Date of Award
MA - Master of Arts
Historically and currently, adults living with physical disabilities encounter life dilemmas, triggering high levels of stress. Despite the seriousness of these situations, the support and recognition of the struggle such obstacles cause tend to go ignored by society. Since persons living without disabilities do not personally feel or even perceive the gravity of the stress, accessibility demands remain overlooked. Monumental changes in political and societal constitutions take time, however, current methods that are often used with individuals coping with stress are cognitive behavioral therapy (CBT) and mindfulness-based therapy. These treatments reduce stress among varied populations, specifically when treating individuals living with disabilities. Art and art therapy have become strong aids in reducing stress for adults with disabilities, but there is still a large gap in the literature regarding the efficacy and reliability of their use with individuals with disability. For this reason, my thesis examined whether stress can be reduced in adults with disabilities through art therapy treatments. My findings show that art therapy has proved helpful when working with diverse populations with varying needs. Through this research process, I found that group therapy appears to resonate stronger for this populations and that there is great need for advocacy for this population in social, political, and therapeutic spaces. There is still an urgent need to further investigate the stress endured by adults with physical disabilities.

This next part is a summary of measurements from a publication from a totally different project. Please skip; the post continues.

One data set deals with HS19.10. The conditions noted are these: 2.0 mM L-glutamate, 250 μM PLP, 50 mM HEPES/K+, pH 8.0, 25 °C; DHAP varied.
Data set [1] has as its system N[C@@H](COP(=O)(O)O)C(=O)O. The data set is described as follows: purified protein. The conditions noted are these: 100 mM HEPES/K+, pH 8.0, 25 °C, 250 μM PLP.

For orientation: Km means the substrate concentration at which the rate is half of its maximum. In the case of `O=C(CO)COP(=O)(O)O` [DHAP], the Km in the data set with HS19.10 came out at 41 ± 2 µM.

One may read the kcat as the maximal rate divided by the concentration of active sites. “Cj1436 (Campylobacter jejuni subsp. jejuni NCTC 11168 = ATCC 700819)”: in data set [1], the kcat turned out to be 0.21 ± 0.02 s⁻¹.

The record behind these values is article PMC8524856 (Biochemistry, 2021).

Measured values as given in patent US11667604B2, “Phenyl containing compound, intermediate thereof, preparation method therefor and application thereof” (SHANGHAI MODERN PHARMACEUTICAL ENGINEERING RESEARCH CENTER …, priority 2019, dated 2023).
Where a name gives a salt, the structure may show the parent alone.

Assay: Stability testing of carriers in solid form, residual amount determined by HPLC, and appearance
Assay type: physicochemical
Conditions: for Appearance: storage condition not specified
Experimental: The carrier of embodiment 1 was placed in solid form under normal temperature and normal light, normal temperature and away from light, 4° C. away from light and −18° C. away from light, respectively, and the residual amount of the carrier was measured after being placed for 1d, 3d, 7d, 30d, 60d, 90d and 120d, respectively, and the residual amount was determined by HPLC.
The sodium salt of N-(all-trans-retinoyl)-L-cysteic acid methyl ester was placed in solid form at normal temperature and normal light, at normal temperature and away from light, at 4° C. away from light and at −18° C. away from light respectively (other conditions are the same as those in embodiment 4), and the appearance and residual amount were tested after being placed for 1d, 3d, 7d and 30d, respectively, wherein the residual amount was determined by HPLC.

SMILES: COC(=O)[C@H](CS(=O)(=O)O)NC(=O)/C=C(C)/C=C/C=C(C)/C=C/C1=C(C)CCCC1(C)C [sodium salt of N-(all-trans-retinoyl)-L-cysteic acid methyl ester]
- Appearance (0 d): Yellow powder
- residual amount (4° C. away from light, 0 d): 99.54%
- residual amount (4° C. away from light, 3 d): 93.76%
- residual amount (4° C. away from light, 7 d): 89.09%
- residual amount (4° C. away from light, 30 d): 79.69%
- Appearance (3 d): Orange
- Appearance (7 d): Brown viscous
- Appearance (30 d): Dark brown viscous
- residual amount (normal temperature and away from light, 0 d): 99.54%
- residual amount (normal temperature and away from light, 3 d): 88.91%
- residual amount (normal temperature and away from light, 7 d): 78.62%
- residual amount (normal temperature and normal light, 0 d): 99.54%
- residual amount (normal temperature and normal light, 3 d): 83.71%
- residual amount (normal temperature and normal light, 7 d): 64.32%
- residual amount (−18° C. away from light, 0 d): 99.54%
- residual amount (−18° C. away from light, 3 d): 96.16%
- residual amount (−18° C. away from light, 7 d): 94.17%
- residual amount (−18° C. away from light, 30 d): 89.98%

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Brennan, Kelly, "Reducing Stress in Creative Spaces: Art Therapy with Adults Living with Physical Disabilities, A Literature Review" (2020). Expressive Therapies Capstone Theses. 282.
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